Although Groundhog Day is February 2, the Bruce Museum will celebrate the event on Sunday, February 1, from 1:30 p.m. to 4:00 p.m. for the First Sunday Science at the Seaside Center program at Greenwich Point Park. Anne Burns of the Astronomical Society of Greenwich will discuss why Groundhog Day and other holidays have their roots in the movement of our planet. The Museum's own groundhog specimen (on view at the Bruce Museum for the next few weeks) will be on display for the day at the Center. Visitors of all ages can learn about the reason for the seasons, find out fun facts about the groundhog, and try shadow-making activities including more than a dozen hand-shadow creatures. The free program is suitable for all ages and held at the Innis Arden Cottage at Greenwich Point Park, Old Greenwich. For more information about this program, contact email@example.com.
Following the movements of the Sun, ancient peoples in northern Europe celebrated various holidays at the solstices, the equinoxes, and the “cross-quarter days” halfway between, which for them marked the beginnings of the seasons. (The solstices and equinoxes, which we see as the beginnings of each season, were the midpoints.) Thus, at the beginning of February, they celebrated Imbolc, or “lambs’ milk,” because sheep began to give birth at that time. As anyone who has read James Herriot’s books knows, lambing time is marked by snow and cold temperatures – but the new births meant that spring was on the way.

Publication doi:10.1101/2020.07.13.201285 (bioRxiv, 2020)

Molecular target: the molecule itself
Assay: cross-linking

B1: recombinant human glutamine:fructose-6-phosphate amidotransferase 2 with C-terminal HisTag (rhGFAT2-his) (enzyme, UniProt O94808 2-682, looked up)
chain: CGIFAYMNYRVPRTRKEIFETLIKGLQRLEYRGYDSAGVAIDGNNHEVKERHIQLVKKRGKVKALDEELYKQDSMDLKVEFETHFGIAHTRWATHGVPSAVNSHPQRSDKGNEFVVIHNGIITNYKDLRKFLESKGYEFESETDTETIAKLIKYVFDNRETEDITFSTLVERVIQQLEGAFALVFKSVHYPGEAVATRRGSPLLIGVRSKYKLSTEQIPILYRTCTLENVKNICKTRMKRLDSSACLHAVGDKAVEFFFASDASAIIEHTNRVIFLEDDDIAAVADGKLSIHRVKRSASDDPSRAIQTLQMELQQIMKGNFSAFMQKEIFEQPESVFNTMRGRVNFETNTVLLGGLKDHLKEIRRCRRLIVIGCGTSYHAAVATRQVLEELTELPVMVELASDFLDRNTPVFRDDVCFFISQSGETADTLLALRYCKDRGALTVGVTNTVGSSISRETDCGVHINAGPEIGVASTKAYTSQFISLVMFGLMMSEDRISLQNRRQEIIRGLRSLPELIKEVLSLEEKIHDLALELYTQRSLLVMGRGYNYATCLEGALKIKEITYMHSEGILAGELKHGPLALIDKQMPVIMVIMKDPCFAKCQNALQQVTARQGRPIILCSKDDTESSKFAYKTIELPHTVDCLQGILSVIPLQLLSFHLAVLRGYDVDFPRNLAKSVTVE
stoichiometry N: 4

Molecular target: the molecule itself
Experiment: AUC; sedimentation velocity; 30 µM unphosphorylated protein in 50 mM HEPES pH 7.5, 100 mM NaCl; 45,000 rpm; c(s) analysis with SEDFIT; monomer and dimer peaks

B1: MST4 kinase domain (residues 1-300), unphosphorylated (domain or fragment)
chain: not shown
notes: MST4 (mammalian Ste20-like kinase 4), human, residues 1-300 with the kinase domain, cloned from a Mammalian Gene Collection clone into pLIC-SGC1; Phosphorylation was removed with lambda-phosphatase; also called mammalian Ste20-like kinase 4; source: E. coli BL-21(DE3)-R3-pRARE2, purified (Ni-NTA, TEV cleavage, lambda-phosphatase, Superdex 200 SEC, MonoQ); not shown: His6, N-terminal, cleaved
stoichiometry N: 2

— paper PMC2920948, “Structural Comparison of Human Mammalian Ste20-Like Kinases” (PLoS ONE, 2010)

A legend grew up that hibernating hedgehogs would come out at this time of year. If it was sunny, the hedgehog saw its shadow, knew there would be a late spring, and went back to sleep. If the day was cloudy, an early spring was on the way. This has some basis in fact, since clear days are usually the coldest, while cloudy weather brings rain and warmer temperatures – meaning that the fields begin to thaw and crops can be planted earlier.
When Europe became Christian, February 2 became the Feast of the Presentation, the 40th day after Christmas, when Mary and Joseph brought the infant Jesus to the Temple in Jerusalem to present him to the Lord (see Luke 2:22ff). There an old man named Simeon called the child “a light to the nations,” so the day was marked by candlelight processions – which also symbolized the lengthening of the days as the spring equinox approached - and called “Candlemas.”
Thus an old Scottish song tells us:
If Candle-mas Day is bright and clear,
There'll be two winters in the year.
English and German settlers in North America transferred this belief to the groundhog – hence the yearly ritual of Punxsatawny Phil.